The empty unit into which Costa wish to move, was occupied until 2009 by Greenlife, a local independent whole food shop, who have now moved to larger premises. There are other independents who would be happy to relocate into the empty premises, but the absentee landlord refuses to let. Oxfam showed an interest but were outbid by Costa.

Independent shops provide variety and diversity, they offer a wider range of goods and choice, they usually employ staff who are knowledgeable and take an interest in what they are selling, and they usually pay higher wages. Many High Street stores are now competing unfairly by employing slave labour, unemployed are forced to work for nothing or lose their benefits.

Early in the week a friend and I visited Costa. It was not out of choice. It was late in the afternoon and Costa appeared to be the only place nearby open, plus I wished to learn why Art @ Costa no longer took place. Art @ Costa used to take place on the first Tuesday of the month, the same day as the farmers market in Guildford. The coffee was disgusting (possibly marginally better than Starbucks). And it was expensive. £6-40 for two coffees and a cup cake. To put this in context, excellent lunch at a Thai restaurant cost only 65 pence more. I learnt from the staff that employment conditions are abysmal, they are paid a pittance, Costa a bad company to work for.

Translate this to Totnes. I know from Art @ Costa if you have a coffee and a cake you are lucky to see change from a fiver. Therefore assume a fiver per customer. That is a lot of money being drained out of the local economy in Totnes. The only money recycled back into the local economy will be the pittance paid to the staff, and that assumes it is all paid back into Totnes, and not all will, even if we only assume money is spent on energy costs (heating, lighting, cooking, transport).

First it was Tesco (and be warned Tesco is opening a chain of ‘artisan’ coffee shops) that was seen as a threat to our town centres, now as Joanna Blythman explains, it is coffee shop chains:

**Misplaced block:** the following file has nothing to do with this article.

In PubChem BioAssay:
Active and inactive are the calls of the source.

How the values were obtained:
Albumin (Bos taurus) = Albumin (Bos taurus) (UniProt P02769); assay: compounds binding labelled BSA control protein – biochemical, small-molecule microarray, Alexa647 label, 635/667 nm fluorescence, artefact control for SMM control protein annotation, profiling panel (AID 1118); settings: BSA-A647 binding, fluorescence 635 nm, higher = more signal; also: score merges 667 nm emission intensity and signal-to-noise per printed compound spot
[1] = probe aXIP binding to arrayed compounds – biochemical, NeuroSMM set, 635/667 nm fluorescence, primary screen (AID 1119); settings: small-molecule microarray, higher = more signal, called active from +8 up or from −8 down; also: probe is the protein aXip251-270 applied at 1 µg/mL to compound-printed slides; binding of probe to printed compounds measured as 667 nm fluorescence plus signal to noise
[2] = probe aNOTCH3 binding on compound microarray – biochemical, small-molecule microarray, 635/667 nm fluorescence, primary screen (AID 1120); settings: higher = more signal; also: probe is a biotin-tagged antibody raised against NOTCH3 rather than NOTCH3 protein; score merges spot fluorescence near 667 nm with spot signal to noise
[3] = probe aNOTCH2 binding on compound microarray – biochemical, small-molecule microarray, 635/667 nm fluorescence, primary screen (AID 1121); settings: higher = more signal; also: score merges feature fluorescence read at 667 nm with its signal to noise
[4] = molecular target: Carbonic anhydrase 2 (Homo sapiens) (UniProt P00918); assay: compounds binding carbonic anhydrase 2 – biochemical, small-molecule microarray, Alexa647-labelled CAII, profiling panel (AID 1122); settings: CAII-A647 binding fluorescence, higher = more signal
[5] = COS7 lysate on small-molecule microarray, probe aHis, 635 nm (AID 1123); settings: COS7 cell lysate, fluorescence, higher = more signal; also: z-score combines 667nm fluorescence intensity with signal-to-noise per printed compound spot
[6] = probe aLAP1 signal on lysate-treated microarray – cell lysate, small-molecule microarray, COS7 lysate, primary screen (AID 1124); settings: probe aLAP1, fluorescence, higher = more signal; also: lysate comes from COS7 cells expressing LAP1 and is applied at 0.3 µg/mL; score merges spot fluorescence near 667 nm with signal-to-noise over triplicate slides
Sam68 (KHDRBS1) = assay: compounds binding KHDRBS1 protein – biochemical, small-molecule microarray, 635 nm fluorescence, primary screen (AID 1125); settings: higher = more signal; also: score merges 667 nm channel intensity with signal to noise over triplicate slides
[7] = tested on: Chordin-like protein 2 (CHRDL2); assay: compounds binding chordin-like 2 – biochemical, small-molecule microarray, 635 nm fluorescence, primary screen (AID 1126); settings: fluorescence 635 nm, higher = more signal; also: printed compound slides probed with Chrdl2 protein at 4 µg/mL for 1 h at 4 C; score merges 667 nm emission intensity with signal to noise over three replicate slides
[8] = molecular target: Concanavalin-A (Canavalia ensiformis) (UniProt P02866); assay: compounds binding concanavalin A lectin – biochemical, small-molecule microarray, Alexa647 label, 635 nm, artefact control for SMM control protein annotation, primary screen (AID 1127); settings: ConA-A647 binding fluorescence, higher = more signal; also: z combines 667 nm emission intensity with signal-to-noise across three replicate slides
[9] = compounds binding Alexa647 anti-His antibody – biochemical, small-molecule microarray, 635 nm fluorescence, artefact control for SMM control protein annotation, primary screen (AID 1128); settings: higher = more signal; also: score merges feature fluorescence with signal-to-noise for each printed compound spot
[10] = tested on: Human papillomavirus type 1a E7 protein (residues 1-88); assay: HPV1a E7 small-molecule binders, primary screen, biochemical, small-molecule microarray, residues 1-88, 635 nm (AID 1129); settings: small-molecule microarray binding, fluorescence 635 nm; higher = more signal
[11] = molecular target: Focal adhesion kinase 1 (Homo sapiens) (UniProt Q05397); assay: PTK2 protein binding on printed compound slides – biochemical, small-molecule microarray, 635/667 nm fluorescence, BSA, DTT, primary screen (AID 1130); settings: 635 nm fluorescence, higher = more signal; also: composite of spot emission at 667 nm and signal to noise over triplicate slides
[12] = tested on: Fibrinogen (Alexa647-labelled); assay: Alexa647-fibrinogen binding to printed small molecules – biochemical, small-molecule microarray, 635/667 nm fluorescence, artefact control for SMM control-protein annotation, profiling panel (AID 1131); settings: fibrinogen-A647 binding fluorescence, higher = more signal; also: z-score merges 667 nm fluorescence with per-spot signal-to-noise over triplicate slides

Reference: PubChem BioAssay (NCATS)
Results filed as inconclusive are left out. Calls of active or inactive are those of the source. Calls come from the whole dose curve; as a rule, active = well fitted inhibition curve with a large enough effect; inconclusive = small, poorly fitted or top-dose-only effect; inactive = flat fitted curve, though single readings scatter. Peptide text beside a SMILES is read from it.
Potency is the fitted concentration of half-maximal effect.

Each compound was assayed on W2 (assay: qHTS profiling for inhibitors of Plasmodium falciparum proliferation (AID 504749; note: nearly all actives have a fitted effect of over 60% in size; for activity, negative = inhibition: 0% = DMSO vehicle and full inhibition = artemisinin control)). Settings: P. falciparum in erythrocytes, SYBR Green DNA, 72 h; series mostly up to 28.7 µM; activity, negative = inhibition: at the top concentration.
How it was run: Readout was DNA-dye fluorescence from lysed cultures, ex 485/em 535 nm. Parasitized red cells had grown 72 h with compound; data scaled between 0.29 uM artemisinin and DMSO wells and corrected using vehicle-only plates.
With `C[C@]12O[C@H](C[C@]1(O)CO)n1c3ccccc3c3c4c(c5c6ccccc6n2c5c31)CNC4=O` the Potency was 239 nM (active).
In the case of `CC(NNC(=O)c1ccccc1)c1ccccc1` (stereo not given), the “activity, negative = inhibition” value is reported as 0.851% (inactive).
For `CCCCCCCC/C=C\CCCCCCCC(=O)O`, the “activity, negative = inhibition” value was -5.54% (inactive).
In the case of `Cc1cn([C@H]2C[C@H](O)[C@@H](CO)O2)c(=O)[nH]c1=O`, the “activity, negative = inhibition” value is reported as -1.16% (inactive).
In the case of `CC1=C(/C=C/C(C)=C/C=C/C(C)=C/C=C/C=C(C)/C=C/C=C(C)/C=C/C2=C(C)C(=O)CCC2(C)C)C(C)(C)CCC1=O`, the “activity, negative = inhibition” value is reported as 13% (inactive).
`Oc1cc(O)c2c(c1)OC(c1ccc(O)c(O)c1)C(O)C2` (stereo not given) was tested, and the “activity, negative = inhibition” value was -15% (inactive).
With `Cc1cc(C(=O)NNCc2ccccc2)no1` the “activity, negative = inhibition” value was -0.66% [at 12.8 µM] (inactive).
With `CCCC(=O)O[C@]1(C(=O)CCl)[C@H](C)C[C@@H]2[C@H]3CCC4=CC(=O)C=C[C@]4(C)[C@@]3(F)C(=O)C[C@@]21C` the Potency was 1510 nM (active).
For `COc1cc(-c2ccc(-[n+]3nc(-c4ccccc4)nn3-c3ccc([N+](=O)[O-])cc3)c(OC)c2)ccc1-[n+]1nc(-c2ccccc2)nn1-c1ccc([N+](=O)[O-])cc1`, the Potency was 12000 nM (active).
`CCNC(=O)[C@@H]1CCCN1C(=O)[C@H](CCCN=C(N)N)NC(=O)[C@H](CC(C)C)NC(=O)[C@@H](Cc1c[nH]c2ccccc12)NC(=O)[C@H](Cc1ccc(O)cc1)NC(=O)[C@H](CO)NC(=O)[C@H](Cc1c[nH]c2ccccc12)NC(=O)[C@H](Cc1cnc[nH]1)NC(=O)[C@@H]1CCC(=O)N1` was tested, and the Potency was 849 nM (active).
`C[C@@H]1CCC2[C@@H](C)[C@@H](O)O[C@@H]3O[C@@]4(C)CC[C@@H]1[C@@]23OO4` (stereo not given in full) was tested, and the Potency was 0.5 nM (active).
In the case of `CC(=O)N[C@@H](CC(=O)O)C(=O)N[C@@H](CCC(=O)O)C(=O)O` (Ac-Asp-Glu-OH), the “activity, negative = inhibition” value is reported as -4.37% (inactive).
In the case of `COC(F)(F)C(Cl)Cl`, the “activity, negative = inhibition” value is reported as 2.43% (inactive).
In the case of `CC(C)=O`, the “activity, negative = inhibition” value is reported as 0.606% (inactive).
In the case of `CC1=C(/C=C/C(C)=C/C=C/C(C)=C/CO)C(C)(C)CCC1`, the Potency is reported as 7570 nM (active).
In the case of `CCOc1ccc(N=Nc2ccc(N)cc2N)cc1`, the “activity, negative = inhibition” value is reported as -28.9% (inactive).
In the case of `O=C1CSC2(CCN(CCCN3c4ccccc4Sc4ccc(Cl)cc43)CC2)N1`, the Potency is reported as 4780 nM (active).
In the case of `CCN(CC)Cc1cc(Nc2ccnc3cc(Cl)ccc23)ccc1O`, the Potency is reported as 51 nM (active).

Coffee chains in general are rapidly becoming a downtown planning menace to match the creeping supermarket threat. First it was Starbucks popping up like the proverbial bad penny on every corner. Then it was an army of Costas. The coffee chain assault on our town centres is now so pronounced that both Bristol and Totnes have seen high-profile campaigns – ultimately unsuccessful – to stop Costa opening.

What makes truly great coffee shops? Joanna Blythman again:

Truly great coffee shops – think Tazza D’Oro in Rome or Caffè Pirona in Trieste, are one-off indie operations, often family-run. They reflect all the quirks and preferences of the diverse group of people who run them. This authenticity is what gives the best independent coffee shops such timeless appeal, and makes them genuine assets to their area. Never confuse this venerable business model with faux chain coffee shops, stamped out with a corporate template.

But the good folk of Totnes should not be too disheartened. They should follow the advice given by Sarah Wollaston MP on Costa Coffee and vote with their feet:

I realise the people of Totnes are disappointed and feel their views were not fully taken into account. I now advise people to vote with their feet! There are so many wonderful independent coffee shops in Totnes, all contributing to its vibrant atmosphere and I wholeheartedly encourage people to continue to give them their custom. Taking part in Transition Town Totnes’s Independent Coffee Week earlier in the year enabled me to appreciate just some of those on offer.

This is only the first skirmish. They have had a lot of support for their No to Costa campaign. Turn this into direct action. Make this a very expensive exercise for Costa. Boycott the shop. Ensure not a penny is spent in Costa. Educate visitors why you are boycotting Costa. If the visitors take the message back home, an even more expensive exercise for Costa. Already nationwide bad publicity has been generated for Costa.